MORE QUESTIONS THAN ANSWERS
The United States has had critical interests in the Middle East for as long as it has been a global power. Securing the flow of the region's oil to the world economy has always been a central priority. During the Cold War, competition with the Soviet Union for Middle Eastern allies was another. And helping to protect Israel while keeping the Arab-Israeli conflict from escalating to Armageddon has long been a third. Still, even as Washington dealt with crises ranging from Iranian hostage-taking to Iraqi aggression to Arab-Israeli fighting, its main foreign policy agenda has generally focused elsewhere, such as in Europe or Asia. Now, for the first time in U.S. history, that is no longer true.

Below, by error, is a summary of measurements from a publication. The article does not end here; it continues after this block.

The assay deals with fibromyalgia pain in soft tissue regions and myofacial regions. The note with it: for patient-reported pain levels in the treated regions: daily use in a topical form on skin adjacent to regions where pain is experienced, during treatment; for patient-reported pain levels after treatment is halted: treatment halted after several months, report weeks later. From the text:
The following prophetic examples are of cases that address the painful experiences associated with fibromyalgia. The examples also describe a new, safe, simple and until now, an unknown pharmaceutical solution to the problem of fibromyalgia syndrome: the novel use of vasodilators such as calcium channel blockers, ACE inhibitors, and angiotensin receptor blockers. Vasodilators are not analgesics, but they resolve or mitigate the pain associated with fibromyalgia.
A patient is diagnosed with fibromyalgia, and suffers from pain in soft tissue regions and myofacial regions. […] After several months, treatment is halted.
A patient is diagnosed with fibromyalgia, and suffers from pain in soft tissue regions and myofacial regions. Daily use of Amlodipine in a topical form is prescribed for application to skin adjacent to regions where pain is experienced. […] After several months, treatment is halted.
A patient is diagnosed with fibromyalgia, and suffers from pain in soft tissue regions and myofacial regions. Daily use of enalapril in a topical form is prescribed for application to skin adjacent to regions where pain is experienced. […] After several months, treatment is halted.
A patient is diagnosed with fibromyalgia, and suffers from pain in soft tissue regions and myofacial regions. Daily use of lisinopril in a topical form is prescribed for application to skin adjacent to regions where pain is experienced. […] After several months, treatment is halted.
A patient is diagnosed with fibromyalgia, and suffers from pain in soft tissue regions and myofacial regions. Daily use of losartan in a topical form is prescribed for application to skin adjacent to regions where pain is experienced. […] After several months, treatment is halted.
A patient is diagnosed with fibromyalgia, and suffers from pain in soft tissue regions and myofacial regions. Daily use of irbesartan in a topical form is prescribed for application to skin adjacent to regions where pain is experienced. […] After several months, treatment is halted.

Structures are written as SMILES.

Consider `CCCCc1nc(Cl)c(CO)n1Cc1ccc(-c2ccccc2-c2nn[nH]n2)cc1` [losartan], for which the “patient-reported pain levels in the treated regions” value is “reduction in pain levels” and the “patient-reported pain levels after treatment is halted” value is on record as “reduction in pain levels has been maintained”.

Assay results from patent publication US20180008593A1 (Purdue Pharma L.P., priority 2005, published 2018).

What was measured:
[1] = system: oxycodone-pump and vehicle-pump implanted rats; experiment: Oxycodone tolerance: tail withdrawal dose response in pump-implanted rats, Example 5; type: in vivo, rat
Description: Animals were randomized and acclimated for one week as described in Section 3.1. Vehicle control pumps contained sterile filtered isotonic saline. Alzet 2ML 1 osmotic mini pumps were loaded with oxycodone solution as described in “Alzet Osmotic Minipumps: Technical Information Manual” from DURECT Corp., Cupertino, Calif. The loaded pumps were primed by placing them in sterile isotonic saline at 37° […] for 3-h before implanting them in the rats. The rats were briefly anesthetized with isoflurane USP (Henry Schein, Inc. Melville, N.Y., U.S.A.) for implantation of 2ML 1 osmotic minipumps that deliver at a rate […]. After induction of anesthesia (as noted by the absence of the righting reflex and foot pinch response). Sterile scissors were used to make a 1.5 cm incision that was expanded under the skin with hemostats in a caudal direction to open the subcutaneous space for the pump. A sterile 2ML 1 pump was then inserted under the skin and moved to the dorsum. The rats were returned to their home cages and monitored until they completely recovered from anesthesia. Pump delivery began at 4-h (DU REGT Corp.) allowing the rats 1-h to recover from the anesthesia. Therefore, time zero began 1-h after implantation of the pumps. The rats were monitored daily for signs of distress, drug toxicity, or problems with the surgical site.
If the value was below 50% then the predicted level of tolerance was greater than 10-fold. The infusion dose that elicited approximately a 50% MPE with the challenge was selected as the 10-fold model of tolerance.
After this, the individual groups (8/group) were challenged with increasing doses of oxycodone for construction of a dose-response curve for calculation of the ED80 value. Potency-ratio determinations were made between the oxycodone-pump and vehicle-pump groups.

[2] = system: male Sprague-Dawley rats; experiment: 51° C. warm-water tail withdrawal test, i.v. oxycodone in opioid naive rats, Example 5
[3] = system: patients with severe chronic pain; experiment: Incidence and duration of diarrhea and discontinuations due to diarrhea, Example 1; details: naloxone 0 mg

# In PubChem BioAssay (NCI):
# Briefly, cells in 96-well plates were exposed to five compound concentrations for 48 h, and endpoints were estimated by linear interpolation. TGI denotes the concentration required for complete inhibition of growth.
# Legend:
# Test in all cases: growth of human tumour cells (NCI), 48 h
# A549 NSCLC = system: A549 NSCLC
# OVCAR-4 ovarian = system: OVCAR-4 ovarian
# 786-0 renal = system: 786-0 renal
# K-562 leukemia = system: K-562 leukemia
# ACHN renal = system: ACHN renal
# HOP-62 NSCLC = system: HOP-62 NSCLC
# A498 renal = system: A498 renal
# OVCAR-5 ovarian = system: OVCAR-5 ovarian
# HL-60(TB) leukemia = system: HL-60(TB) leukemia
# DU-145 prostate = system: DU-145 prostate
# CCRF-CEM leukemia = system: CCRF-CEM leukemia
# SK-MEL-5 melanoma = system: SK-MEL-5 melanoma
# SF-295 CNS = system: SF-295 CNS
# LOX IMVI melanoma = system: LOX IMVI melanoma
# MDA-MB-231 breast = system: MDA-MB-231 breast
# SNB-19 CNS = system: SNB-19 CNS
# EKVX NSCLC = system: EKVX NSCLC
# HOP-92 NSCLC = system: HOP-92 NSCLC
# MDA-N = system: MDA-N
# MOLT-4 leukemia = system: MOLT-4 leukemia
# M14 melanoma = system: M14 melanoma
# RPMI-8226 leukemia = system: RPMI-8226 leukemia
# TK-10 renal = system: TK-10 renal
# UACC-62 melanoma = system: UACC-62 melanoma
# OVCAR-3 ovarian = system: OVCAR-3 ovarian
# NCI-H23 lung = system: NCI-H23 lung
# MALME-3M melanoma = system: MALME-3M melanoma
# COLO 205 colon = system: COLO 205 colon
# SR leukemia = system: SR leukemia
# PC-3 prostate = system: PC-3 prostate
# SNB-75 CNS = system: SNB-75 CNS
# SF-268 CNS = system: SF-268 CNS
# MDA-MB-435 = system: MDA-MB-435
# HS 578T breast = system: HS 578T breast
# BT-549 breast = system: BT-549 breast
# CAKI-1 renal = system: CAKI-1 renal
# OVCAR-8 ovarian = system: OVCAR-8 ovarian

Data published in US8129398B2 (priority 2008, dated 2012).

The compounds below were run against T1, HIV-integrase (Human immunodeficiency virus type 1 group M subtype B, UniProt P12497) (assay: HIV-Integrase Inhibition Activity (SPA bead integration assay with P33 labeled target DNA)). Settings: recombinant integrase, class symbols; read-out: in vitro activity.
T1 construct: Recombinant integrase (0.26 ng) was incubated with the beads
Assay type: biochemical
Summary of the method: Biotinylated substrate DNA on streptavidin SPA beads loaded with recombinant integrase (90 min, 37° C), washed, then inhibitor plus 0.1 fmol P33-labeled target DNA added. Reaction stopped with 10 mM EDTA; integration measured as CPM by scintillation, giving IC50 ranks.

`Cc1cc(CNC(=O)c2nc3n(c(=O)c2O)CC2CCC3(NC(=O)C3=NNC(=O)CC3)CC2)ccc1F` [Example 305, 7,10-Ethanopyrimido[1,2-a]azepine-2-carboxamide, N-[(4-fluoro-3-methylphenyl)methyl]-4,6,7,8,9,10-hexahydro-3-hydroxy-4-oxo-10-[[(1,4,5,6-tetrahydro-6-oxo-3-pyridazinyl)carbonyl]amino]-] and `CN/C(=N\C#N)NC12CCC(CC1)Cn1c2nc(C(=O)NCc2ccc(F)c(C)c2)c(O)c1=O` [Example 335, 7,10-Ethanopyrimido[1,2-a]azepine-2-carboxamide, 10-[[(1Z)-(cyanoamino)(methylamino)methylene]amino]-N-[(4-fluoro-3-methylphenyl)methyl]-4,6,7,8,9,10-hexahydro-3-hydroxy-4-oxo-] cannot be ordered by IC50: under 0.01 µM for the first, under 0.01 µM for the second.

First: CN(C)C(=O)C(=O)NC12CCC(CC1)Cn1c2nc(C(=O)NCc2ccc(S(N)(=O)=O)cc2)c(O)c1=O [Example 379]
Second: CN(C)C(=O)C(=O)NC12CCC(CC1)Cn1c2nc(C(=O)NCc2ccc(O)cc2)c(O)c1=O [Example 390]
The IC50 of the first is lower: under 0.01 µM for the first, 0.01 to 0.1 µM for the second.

As George W. Bush's new administration surveys U.S. interests and threats to them, it will find that its principal concerns now emerge from the Middle East, broadly
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